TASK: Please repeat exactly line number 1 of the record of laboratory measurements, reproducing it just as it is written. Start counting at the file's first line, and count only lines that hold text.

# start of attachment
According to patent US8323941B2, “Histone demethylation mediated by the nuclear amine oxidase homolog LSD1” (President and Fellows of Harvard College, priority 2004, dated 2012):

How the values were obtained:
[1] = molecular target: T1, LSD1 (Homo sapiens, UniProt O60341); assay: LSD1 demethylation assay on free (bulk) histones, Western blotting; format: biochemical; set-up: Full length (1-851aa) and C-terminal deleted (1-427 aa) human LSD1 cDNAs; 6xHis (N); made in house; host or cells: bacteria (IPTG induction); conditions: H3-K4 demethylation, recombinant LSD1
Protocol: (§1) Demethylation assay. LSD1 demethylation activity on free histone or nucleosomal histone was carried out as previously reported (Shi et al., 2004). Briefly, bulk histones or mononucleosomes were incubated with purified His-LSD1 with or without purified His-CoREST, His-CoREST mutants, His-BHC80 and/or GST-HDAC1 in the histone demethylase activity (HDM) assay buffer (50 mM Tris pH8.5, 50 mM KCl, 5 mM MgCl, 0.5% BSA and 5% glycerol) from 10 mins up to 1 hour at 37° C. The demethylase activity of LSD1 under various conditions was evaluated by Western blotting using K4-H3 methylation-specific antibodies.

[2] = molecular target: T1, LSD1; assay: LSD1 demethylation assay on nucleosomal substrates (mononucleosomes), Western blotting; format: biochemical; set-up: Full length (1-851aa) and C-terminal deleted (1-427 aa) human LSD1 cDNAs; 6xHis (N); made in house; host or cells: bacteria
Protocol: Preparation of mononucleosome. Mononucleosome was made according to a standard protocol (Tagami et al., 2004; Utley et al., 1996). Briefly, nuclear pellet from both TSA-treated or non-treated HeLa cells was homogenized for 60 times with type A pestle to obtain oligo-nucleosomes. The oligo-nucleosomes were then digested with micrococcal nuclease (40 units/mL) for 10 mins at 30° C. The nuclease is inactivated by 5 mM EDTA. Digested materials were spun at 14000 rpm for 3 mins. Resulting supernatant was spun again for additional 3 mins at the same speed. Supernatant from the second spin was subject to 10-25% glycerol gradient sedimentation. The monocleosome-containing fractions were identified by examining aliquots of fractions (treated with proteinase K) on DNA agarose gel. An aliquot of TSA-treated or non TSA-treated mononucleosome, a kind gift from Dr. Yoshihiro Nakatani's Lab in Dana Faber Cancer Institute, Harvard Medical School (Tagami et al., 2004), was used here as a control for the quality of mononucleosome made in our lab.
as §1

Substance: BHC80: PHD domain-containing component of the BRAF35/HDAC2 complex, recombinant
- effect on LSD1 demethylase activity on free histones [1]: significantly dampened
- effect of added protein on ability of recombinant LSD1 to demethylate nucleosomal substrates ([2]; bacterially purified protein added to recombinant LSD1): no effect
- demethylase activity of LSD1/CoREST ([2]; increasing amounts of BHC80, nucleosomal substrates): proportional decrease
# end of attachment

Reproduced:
According to patent US8323941B2, “Histone demethylation mediated by the nuclear amine oxidase homolog LSD1” (President and Fellows of Harvard College, priority 2004, dated 2012):